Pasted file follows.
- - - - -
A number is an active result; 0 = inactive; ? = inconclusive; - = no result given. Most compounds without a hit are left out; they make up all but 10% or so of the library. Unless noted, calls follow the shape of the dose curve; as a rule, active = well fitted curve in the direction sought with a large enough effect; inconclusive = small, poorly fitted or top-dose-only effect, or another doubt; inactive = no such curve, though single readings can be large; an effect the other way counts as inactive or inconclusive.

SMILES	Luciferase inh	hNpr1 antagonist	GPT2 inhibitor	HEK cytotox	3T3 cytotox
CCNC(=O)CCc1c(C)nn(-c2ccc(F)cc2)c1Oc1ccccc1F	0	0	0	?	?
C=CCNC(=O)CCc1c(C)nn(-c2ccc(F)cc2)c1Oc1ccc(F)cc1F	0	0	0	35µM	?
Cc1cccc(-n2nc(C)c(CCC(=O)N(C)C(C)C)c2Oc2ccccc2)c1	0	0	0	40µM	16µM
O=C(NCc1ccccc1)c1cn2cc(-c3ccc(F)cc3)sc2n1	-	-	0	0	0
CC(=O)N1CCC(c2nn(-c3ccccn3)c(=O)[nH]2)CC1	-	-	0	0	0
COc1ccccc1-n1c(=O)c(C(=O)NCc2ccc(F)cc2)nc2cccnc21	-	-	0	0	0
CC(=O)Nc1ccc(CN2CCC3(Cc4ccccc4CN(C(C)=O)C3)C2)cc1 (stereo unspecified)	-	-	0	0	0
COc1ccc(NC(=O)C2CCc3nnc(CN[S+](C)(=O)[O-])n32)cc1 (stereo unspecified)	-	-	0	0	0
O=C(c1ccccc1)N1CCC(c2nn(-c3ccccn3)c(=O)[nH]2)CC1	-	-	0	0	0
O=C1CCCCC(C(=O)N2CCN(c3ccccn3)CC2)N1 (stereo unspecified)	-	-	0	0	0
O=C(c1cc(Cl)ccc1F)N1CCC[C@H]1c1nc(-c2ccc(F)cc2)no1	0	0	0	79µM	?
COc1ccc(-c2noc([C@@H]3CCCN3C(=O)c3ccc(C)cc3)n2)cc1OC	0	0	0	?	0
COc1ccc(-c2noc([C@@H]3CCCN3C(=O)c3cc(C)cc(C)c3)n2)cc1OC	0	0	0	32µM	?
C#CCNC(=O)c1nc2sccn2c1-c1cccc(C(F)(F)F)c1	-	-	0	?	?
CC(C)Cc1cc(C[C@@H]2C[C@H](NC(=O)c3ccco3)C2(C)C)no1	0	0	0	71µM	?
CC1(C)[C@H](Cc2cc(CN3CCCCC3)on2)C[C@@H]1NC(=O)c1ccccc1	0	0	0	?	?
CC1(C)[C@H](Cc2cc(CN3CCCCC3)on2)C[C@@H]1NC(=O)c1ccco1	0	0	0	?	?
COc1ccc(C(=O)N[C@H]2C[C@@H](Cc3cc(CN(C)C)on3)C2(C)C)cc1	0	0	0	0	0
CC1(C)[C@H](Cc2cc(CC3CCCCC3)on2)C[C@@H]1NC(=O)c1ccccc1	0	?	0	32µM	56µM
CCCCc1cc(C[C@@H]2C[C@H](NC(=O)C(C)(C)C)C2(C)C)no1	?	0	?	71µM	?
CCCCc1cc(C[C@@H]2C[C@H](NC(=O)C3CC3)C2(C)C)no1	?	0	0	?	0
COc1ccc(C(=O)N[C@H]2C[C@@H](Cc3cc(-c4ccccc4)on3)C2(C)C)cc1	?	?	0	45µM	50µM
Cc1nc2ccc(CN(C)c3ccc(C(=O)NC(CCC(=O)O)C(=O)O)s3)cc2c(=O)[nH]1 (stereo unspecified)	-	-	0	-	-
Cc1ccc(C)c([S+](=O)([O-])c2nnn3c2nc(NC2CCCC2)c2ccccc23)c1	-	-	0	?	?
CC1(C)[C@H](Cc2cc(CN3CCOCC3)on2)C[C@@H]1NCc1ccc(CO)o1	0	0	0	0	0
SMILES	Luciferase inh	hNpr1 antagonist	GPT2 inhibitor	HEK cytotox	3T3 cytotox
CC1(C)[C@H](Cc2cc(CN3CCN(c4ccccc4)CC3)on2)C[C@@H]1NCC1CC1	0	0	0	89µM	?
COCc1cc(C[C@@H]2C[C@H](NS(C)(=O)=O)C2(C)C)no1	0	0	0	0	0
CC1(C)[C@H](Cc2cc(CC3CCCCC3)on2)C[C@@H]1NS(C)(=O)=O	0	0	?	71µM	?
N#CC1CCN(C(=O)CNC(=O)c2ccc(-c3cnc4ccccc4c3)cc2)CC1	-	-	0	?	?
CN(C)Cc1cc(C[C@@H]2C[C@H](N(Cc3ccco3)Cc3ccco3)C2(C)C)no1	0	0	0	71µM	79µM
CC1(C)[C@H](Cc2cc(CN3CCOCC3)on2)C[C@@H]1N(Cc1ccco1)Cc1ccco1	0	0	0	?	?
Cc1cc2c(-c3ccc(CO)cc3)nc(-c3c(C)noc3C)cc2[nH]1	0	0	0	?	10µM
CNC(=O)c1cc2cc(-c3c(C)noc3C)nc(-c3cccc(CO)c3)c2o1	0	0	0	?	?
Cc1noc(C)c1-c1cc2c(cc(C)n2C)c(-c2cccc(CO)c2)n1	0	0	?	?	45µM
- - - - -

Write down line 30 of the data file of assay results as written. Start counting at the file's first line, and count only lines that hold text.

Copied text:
COCc1cc(C[C@@H]2C[C@H](NS(C)(=O)=O)C2(C)C)no1	0	0	0	0	0